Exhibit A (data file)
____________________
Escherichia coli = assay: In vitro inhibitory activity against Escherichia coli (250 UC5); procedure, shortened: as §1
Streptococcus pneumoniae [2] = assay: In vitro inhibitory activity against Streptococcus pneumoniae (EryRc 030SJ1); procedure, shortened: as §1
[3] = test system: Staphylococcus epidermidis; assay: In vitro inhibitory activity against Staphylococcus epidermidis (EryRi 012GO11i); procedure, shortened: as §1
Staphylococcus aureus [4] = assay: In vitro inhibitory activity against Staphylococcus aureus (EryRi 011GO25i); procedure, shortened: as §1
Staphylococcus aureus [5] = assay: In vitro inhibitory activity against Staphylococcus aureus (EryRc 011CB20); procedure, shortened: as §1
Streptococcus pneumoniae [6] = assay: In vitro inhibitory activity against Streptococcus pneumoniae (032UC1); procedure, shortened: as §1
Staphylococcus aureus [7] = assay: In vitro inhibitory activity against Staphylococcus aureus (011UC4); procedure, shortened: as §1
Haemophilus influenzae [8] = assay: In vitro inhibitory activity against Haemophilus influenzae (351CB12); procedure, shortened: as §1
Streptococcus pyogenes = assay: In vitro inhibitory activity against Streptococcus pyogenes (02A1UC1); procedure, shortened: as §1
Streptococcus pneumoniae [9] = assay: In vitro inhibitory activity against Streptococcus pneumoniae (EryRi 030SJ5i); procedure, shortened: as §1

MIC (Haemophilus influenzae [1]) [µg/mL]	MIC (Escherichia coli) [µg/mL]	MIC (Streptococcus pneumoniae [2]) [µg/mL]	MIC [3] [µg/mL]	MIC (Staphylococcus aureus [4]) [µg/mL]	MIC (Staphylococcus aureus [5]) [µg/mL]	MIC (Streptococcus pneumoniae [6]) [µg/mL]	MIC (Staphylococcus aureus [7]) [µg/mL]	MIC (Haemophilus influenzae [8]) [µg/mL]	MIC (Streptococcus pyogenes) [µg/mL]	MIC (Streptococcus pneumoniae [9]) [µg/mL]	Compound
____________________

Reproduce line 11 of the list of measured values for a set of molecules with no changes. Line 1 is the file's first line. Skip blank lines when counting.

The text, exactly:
MIC (Haemophilus influenzae [1]) [µg/mL]	MIC (Escherichia coli) [µg/mL]	MIC (Streptococcus pneumoniae [2]) [µg/mL]	MIC [3] [µg/mL]	MIC (Staphylococcus aureus [4]) [µg/mL]	MIC (Staphylococcus aureus [5]) [µg/mL]	MIC (Streptococcus pneumoniae [6]) [µg/mL]	MIC (Staphylococcus aureus [7]) [µg/mL]	MIC (Haemophilus influenzae [8]) [µg/mL]	MIC (Streptococcus pyogenes) [µg/mL]	MIC (Streptococcus pneumoniae [9]) [µg/mL]	Compound